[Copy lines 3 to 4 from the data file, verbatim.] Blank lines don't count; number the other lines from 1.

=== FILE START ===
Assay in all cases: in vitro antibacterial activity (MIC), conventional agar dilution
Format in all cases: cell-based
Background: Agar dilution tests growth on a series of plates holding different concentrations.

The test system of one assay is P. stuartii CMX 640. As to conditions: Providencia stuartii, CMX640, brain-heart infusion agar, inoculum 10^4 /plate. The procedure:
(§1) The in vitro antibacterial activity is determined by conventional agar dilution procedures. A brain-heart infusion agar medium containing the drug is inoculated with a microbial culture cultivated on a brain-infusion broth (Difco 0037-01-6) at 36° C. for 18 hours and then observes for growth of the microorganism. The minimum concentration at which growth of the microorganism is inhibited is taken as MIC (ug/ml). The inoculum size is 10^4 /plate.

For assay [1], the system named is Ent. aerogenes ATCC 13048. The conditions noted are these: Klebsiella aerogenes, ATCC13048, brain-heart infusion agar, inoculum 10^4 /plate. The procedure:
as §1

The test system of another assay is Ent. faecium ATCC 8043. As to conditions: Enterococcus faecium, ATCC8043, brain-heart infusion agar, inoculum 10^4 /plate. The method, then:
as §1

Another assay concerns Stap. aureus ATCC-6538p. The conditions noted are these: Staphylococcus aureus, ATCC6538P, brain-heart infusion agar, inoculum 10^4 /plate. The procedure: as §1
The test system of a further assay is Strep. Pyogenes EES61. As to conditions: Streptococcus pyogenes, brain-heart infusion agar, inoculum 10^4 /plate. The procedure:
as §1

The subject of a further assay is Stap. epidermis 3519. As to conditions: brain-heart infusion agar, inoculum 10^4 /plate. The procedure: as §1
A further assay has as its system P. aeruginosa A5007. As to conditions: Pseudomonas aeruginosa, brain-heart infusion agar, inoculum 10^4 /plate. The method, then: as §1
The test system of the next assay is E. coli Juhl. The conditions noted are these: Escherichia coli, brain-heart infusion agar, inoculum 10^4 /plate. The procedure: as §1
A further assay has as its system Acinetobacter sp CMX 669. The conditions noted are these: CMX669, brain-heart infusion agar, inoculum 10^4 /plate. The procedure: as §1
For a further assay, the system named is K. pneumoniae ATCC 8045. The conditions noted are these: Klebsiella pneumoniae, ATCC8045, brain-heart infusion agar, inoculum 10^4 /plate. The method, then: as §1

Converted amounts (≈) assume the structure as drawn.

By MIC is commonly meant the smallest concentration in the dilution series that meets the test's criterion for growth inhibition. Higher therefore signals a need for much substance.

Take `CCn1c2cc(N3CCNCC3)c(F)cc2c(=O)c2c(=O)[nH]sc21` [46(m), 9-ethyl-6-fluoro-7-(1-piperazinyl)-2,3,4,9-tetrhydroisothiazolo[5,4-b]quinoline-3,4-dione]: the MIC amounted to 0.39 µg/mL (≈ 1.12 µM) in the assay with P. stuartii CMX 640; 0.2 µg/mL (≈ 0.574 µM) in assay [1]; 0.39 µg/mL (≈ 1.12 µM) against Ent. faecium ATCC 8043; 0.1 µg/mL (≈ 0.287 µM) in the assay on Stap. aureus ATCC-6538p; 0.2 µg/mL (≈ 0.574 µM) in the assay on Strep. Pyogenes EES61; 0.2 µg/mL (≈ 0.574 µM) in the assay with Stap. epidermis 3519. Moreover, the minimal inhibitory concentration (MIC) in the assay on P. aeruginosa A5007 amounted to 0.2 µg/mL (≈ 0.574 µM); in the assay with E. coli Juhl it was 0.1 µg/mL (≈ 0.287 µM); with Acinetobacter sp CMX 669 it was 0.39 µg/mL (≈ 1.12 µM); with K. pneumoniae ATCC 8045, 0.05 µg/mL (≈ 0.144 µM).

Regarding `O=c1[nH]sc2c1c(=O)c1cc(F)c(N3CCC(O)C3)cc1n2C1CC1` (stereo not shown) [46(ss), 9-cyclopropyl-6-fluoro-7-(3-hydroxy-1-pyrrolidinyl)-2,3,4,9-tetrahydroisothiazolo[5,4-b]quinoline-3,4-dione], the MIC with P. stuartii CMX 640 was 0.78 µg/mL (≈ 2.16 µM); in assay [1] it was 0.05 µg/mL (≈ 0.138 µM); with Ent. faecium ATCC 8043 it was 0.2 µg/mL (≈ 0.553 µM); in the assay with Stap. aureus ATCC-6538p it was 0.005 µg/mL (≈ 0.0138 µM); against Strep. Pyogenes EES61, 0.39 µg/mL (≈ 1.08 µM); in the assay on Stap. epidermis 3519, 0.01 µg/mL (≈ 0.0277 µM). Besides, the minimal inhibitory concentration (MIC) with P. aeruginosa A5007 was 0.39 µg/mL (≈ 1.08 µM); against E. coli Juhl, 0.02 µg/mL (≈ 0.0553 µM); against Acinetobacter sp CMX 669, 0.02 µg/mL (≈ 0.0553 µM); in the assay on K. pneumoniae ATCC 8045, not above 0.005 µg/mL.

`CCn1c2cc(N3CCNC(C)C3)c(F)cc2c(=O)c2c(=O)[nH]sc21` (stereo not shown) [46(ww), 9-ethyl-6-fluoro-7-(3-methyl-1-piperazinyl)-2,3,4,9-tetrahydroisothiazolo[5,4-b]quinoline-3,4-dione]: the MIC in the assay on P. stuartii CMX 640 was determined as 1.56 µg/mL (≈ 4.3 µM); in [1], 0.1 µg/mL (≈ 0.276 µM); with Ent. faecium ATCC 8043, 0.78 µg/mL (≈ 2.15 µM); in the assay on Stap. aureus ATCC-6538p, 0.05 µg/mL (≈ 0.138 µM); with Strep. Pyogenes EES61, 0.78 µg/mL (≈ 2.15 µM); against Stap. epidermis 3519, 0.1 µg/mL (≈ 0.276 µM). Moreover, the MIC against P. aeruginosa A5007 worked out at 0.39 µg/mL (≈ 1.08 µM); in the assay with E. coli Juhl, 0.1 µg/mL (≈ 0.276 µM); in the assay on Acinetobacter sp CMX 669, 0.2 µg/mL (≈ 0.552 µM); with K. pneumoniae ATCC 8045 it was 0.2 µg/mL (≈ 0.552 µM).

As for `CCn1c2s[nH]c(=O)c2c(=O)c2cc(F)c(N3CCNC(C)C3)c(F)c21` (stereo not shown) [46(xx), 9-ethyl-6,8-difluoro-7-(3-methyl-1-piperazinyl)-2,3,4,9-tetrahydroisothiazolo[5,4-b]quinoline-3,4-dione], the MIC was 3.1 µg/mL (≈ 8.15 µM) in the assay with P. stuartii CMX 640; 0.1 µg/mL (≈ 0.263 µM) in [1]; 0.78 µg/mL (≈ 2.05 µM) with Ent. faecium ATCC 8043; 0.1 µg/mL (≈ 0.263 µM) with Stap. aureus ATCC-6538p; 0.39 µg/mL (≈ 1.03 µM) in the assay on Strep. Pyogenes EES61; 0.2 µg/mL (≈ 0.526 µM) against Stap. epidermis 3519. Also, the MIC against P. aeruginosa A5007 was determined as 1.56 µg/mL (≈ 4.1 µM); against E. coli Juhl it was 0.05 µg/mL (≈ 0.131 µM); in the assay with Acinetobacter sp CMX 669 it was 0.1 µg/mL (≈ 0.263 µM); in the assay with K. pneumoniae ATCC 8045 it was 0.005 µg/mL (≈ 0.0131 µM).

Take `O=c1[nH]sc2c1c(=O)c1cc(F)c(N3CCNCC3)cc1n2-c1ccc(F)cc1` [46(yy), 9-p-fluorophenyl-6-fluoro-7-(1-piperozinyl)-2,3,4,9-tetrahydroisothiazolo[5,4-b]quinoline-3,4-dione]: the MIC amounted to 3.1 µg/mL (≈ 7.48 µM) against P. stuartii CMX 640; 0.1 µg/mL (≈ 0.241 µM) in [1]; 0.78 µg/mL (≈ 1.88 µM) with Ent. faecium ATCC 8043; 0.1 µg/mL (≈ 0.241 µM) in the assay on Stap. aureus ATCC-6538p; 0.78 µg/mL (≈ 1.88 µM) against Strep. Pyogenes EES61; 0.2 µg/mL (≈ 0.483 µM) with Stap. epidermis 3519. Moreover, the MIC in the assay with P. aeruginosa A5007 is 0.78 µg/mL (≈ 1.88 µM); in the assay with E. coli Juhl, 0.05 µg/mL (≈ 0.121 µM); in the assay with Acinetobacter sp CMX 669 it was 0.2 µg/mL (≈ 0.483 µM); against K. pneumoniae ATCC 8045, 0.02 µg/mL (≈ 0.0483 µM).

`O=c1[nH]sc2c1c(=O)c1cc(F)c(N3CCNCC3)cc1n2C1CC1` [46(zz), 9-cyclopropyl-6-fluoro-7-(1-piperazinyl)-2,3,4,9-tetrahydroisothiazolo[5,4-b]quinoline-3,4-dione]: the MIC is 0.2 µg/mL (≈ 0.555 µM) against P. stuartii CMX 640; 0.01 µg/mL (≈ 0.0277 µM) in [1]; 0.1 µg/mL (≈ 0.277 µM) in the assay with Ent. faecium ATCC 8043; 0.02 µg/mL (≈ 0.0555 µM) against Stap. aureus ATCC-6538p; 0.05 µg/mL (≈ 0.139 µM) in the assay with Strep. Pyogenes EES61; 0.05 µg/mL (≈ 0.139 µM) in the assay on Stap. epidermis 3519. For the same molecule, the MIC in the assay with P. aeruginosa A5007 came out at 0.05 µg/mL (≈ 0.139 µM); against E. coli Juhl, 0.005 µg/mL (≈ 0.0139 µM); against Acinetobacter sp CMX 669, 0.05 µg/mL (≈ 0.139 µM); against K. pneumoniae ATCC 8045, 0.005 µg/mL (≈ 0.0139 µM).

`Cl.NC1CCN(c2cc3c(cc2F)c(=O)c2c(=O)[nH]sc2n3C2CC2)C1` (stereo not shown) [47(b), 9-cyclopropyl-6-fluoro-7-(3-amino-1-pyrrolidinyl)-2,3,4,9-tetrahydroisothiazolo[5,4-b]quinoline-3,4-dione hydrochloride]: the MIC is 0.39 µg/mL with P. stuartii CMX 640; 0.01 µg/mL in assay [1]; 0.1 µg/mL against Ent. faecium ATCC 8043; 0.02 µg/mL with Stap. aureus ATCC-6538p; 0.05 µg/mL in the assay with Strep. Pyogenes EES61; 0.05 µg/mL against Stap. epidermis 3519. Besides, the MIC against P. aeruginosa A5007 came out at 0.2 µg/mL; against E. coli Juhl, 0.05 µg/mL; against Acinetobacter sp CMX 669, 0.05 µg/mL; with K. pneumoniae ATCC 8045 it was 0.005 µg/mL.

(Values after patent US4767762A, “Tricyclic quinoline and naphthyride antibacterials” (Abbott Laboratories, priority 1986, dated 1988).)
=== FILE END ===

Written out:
Background: Agar dilution tests growth on a series of plates holding different concentrations.

The test system of one assay is P. stuartii CMX 640. As to conditions: Providencia stuartii, CMX640, brain-heart infusion agar, inoculum 10^4 /plate. The procedure: